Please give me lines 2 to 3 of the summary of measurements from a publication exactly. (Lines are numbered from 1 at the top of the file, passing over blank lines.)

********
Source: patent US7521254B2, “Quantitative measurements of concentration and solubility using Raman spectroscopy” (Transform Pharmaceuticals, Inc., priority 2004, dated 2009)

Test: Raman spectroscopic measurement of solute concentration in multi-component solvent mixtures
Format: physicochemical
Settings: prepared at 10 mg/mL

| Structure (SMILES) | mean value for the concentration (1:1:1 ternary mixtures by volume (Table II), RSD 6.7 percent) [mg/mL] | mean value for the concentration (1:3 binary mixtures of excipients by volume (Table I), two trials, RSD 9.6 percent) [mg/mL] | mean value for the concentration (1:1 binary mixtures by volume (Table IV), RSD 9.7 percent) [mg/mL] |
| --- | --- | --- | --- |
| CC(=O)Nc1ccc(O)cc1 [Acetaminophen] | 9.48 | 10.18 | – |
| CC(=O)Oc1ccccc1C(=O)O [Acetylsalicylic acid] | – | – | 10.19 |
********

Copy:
Test: Raman spectroscopic measurement of solute concentration in multi-component solvent mixtures
Format: physicochemical